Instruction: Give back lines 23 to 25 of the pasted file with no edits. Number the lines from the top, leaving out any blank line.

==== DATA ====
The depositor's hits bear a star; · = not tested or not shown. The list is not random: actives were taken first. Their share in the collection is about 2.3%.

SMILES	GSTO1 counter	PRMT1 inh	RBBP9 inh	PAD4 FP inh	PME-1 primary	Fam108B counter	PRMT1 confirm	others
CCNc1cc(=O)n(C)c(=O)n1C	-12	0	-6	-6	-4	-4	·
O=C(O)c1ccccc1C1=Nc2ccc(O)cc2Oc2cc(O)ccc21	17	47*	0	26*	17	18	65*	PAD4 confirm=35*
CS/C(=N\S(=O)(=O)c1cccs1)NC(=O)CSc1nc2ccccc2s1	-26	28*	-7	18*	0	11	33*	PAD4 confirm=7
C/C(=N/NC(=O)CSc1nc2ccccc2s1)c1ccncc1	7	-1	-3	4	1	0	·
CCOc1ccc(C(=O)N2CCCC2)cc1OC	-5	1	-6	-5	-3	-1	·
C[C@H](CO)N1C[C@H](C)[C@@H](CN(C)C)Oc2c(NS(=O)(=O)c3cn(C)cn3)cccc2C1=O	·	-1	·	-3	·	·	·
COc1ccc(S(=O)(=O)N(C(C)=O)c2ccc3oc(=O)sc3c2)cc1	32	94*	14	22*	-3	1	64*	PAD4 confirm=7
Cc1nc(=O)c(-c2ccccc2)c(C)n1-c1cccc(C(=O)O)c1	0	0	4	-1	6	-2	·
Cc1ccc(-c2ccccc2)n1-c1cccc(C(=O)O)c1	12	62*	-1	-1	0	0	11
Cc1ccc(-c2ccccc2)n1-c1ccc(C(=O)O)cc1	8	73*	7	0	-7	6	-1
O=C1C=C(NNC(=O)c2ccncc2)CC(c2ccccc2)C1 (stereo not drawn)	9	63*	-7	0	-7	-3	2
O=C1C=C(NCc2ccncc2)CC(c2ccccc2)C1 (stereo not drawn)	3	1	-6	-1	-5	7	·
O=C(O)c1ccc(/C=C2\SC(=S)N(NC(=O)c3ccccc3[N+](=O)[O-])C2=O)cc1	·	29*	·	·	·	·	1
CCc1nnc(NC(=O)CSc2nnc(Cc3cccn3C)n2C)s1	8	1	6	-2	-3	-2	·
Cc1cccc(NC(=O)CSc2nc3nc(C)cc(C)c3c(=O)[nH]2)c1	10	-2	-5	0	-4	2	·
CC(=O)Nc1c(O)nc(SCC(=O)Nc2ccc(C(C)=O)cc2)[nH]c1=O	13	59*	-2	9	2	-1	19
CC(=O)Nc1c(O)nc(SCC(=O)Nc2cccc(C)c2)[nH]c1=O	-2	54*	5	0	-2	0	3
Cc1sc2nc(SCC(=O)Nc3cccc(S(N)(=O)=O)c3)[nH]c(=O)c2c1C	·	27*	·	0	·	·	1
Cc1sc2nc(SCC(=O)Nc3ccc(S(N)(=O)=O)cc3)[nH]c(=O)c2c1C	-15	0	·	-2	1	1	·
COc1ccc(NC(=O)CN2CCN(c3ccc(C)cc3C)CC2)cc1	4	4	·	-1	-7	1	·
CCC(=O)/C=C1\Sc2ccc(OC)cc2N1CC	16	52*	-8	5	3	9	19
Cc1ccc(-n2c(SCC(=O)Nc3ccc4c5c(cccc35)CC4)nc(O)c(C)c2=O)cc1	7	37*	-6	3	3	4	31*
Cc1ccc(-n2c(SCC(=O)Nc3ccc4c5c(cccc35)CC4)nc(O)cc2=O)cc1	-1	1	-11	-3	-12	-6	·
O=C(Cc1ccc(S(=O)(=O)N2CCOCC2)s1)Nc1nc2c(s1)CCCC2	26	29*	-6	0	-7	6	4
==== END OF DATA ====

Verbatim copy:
CCC(=O)/C=C1\Sc2ccc(OC)cc2N1CC	16	52*	-8	5	3	9	19
Cc1ccc(-n2c(SCC(=O)Nc3ccc4c5c(cccc35)CC4)nc(O)c(C)c2=O)cc1	7	37*	-6	3	3	4	31*
Cc1ccc(-n2c(SCC(=O)Nc3ccc4c5c(cccc35)CC4)nc(O)cc2=O)cc1	-1	1	-11	-3	-12	-6	·